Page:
Hell Week figures to be less hellish this year.
In the past, Sterling High School opened football practice with Hell Week. Many other area schools had their own versions.
Sterling’s week involved three practices a day: 2 1/2 hours in the morning, an hour mid-day and 2 hours at night.
With the new Illinois High School Association (IHSA) preseason acclimatization practice period policy – Policy 13 – that’s not possible. The changes are aimed at lessening the risks of heat and injuries.
For the first five practices, teams will be limited to 3 hours of practice, including a 1-hour walkthrough without a football. Warm-up, stretching, cool-down, walkthrough, conditioning and weight-room activities are included as part of practice time.
“It’s dramatically different than last year,” said second-year Sterling head coach Jon Schlemmer. “There’s no Hell Week anymore. We have 8 hours less in the first 6 days. It makes me be more organized. You can’t have a wasted 10-minute segment.”
The new practice policy is modeled after the NCAA’s guidelines.
“It’s all for the safety of the kids. Who’s going to complain about that?” said Newman head coach Mike Papoccia, who is entering his 34th season. “I guess they think the coaches are not smart enough to not put kids in harm’s way.”
“But, I’m not going to argue with the IHSA about the medical part. And, it might give the coaches more time to play golf between practices.”
Dixon head coach Dave Smith, who is entering his third season, saw the writing on the wall but was not expecting the policy to be put into action so soon. The policy was proposed April 17 and approved May 8.
“I thought this would happen next year,” Smith said. “But, I’m not complaining. It’s the right thing to do. Safety is No. 1.”
The policy maps out how many hours teams can practice each day from Aug. 14-27, the first 14 days practice is allowed, Sundays withstanding. The policy will seemingly hurt some schools more than others when it comes to practice time allowed, depending on when they start school.
When school starts, it is much more difficult to have two- or three-a-days, and to have 5 hours of practice.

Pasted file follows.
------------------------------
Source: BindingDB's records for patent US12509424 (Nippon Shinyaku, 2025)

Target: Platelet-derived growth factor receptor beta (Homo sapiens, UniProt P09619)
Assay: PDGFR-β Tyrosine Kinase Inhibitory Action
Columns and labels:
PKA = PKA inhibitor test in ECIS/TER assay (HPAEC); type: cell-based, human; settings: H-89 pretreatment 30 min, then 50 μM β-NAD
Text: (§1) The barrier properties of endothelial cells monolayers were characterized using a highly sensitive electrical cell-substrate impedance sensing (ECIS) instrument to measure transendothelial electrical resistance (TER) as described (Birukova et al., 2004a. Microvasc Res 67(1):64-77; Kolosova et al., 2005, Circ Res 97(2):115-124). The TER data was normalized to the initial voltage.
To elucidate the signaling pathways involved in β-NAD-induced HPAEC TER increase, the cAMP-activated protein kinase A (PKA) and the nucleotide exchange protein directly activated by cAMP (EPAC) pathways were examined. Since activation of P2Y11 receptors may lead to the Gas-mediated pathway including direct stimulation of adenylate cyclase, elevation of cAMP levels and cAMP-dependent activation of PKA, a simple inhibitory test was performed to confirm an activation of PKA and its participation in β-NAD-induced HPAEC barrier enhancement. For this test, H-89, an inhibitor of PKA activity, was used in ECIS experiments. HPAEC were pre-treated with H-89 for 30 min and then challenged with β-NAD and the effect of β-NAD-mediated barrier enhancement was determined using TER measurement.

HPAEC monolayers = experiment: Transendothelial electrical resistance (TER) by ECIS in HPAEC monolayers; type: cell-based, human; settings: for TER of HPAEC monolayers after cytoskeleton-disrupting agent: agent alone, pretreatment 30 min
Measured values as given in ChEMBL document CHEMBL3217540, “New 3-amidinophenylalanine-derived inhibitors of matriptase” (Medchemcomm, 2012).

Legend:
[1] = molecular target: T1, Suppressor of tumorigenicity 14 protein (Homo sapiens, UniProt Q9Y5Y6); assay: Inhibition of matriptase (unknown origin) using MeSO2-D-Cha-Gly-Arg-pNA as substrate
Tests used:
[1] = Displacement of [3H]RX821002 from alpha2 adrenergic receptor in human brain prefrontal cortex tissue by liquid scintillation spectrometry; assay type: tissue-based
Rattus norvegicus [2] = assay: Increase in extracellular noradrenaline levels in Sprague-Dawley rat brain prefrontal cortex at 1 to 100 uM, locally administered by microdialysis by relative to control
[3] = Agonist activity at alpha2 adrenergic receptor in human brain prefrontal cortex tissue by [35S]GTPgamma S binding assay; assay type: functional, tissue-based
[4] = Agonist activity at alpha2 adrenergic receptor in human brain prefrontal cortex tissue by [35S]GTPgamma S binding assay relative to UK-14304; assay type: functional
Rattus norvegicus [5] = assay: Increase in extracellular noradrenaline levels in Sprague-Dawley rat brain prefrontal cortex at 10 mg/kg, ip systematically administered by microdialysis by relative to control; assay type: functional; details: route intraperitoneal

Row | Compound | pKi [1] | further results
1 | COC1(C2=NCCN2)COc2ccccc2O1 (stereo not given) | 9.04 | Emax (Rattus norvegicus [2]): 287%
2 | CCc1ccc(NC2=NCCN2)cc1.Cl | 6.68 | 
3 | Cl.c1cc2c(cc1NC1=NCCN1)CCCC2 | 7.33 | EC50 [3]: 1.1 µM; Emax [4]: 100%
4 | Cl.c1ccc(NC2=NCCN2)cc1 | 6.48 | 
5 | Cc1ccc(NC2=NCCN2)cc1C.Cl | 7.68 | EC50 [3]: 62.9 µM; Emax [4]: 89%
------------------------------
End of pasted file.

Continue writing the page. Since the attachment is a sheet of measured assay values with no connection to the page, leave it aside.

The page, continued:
The policy also shows what equipment is allowed during each practice. Only helmets are allowed the first 2 days of practice; helmets and shoulder pads, practices 3-5; and finally full pads beginning with practice No. 6.
The by-laws also specify that each player must participate in practice for at least 90 minutes per day for 12 days prior to playing in a game.
Rock Falls’ first-year head coach Scott Berge is not a fan of the IHSA serving as big brother.
“I think it should be up to the schools and the coaches,” Berge said. “I understand what they’re doing, but that should come from the administration, rather than full blanket coverage. It makes it so hard. We’re kind of being handcuffed.”
For many programs, Policy 13 forces more emphasis on preseason preparation and the 25 coach-player contact days allowed during the summer.
Smith used all 25 of his contact days and always has. Schlemmer did the same. Berge and Papoccia have different takes on the contact days subject.
“I hate summer contact days. The kids should be able to be kids,” Berge said. “But, everybody’s doing 25 days. If you’re not, you’re behind. I only did 18.”
Papoccia has never been a proponent of summer contact days. He said he only used five of them for each of the last 4 or 5 years, and they’re only for a 7-on-7 practice and four 7-on-7 games.
Who is going to enforce the policy?
“We had a webinar, and the IHSA said it will be enforced by each other,” Papoccia said. “I’m sure some school will try to beat the system, but in the long run it will blow up in their face. We’re going to stay true blue.”
Schlemmer hopes the policy is not in its final form.
“It’s probably not the best-case scenario this year,” he said. “In a year or two, we’ll probably get it were it should be.”
Smith is pleased with a key addition to the sports staff at Dixon that will aid in athlete safety.
“We’re going to have a [athletic] trainer for the first time,” he said. Before Smith took over the Dukes’ program, Andi Sumerfelt – now with Sterling – was Dixon’s athletic trainer. “I’m real happy about that. It’s a huge step in the right direction.”
Beating the heat
(The IHSA does not have a heat-related rule, but it does have a link to a heat acclimatization brochure on its website. The brochure incluces a heat-index chart and the IHSA’s recommendations.)
Category Heat Index Possible heat disorders
Extreme danger 130 degrees F or higher Heat stroke or sunstroke likley
Danger 105-129 degrees F Sunstroke, muscle cramps and/or heat exhaustion likely. Heatstroke possible with prolonged exposure and/or physical activity
Extreme caution 90-105 degrees F Sunstroke, muscle cramps and/or heat exhaustion possible with prolonged exposure and/or physical activity
Caution 80-90 degrees F Fatigue possible with prolonged exposure and/or physical activity
• Use an acclimatization plan during summer contact days
• Minimize or eliminate live tackling in the summer
• Avoid dangerous heat-index levels when conducting workouts
• Make use of summer contact days to teach and instruct until acclimatization has occurred
• Be smart – Play it safe